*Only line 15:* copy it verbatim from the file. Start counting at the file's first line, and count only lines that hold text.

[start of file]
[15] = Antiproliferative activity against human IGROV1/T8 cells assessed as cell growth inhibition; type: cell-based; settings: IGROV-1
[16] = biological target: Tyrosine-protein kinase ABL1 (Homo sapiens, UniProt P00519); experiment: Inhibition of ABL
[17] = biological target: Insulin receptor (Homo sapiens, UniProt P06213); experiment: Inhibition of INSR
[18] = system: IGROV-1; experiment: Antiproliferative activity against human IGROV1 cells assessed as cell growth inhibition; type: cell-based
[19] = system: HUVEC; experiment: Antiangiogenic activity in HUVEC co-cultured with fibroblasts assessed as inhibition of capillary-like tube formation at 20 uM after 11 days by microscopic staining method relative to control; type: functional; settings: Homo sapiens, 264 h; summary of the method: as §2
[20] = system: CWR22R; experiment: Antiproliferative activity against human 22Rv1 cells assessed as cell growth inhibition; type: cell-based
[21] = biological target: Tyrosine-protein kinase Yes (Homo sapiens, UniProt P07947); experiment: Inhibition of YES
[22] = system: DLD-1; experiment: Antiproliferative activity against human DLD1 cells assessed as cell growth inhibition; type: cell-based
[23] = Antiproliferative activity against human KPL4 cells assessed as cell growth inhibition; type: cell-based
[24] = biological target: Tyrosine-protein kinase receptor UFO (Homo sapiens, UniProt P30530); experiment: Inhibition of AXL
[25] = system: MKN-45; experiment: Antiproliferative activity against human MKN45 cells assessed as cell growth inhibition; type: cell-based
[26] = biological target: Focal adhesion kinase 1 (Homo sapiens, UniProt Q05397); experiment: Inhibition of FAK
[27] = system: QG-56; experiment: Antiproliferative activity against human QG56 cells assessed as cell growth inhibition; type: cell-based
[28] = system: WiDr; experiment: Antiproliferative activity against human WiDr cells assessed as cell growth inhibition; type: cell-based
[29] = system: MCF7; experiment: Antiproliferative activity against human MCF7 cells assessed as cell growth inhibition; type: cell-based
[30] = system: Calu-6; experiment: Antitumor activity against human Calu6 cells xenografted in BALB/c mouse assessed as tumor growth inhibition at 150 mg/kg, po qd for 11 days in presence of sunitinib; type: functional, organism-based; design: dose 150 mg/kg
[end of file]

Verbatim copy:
[29] = system: MCF7; experiment: Antiproliferative activity against human MCF7 cells assessed as cell growth inhibition; type: cell-based